FCC provides “bulk upload” option for adding even more comments to the million-plus already on file – now who’s going to read them all?
When last we took a sounding of the rising floodwaters of net neutrality comments, they were 1.1 million deep and more were pouring in. That was a month ago and, we’re pleased to report, the levees have apparently held. At least we assume that to be the case because the FCC has just announced, in effect, that it’s opening the dam upstream in an apparent effort to increase the flow of incoming comments.
In this age social media justice, sooner or later you’re going to have an encounter with a negative online review, whether your a business owner, or simply a consumer. It seems like it’s becoming an accepted aspect of our lives. Increasingly, however, consumer reviews posted on various Internet sites are becoming the subject of litigation.
The recent case of Brown v. Tellermate Holdings Ltd. is noteworthy for its imposition of near-terminal evidentiary sanctions, and order directing counsel and defendant to jointly pay plaintiffs’ cost of bringing motions to compel. But its important lesson is that counsel must stay abreast of continuing changes in information technologies, and critically assess client information about electronically stored information if they are to meet their duties to courts and clients.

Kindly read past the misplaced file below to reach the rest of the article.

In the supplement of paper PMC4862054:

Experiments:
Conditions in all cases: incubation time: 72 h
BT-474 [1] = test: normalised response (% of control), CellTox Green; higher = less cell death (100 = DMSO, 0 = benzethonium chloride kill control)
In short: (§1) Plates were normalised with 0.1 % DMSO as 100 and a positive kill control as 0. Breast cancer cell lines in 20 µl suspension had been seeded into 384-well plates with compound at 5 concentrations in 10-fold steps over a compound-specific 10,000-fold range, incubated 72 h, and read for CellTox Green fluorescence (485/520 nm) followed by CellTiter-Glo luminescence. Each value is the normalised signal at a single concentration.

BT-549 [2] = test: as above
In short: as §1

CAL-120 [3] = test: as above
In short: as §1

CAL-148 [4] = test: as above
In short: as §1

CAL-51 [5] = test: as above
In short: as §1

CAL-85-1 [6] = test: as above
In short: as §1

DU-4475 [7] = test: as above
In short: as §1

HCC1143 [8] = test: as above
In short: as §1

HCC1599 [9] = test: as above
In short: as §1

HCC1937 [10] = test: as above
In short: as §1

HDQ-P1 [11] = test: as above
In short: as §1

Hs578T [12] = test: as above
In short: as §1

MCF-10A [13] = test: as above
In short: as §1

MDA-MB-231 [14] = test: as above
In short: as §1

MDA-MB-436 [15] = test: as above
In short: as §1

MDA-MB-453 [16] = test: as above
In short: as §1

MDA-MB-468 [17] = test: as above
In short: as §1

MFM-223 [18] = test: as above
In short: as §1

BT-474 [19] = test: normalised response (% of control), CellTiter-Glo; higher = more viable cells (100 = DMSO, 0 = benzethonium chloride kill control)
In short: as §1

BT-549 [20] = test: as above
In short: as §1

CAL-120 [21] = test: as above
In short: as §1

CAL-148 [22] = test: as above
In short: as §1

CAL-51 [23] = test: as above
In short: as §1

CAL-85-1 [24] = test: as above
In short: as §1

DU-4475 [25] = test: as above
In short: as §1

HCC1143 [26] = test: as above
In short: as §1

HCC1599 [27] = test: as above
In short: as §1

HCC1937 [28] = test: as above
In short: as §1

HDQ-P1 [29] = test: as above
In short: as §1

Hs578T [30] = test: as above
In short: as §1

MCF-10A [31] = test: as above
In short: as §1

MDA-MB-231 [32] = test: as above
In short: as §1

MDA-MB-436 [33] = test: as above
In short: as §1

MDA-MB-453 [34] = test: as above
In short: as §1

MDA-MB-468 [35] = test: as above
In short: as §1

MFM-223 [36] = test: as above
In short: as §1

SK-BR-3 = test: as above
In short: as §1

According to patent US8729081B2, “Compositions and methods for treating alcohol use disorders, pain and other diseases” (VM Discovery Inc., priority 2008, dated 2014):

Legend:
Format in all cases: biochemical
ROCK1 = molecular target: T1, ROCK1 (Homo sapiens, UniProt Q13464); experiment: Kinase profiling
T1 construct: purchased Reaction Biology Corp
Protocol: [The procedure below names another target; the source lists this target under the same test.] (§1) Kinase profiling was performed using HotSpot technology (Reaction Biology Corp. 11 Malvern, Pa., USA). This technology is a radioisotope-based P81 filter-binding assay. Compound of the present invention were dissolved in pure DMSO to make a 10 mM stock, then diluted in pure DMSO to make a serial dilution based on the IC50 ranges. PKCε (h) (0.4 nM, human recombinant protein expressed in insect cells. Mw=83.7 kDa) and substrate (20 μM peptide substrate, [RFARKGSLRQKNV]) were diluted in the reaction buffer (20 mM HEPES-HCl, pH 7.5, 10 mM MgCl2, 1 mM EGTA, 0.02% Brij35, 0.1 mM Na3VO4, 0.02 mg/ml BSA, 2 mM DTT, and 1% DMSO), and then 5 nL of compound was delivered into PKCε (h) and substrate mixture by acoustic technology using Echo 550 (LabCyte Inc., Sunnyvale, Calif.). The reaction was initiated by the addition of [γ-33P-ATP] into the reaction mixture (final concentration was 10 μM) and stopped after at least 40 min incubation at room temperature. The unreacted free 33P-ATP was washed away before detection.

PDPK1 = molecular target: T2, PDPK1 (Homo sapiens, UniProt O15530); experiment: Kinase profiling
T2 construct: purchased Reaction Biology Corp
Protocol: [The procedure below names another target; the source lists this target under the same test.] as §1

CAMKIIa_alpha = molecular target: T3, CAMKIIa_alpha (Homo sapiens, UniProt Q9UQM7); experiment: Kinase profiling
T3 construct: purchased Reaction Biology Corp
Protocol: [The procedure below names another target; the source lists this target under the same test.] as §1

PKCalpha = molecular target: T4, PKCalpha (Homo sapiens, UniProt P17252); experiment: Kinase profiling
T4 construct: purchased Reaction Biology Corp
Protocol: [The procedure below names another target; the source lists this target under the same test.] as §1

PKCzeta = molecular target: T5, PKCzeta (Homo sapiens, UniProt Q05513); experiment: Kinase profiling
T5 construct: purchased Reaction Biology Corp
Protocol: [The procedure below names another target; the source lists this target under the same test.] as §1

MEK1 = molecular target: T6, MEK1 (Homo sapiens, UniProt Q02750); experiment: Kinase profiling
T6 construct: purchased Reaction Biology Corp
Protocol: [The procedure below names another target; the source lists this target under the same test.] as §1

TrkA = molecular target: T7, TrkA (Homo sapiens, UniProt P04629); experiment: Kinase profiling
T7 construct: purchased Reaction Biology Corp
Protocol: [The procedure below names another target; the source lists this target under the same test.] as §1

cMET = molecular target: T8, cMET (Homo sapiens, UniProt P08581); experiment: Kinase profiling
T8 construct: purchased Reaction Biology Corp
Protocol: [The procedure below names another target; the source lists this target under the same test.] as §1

In today’s complex work of insurance, many insurance risks are “reinsured” by a separate insurance carrier. In those instances, it is not unusual for insurers and reinsurers to have regular communications concerning the insured, and in particular, concerning matters about which they both have an interest. Most of the time, the insurer and reinsurer consider such communications to be confidential, and not subject to discovery. However, whether seemingly confidential communications between insurers and reinsurers is discoverable in litigation involving an underlying insured is not a clear cut question. Outside of Texas, there is a split of authority regarding the issue of discoverability of reinsurance communications. A recent order issued by the Northern District of Texas demonstrates that such communication can be discoverable if an insured can persuade the court that the sought after information is relevant to his or her underlying claims.
Seemingly every day, new types of wearable devices are popping up on the market. Google Glass, Samsung’s Gear, Fitbit (a fitness and activity tracker), Pulse (a fitness tracker that measures heart rate and blood oxygen), and Narrative (a wearable, automatic camera) are just a few of the more popular “wearables” currently on the market, not to mention Apple’s “iWatch,” rumored to be released later this year. In addition, medical devices are becoming increasingly advanced in their ability to collect and track patient behavior.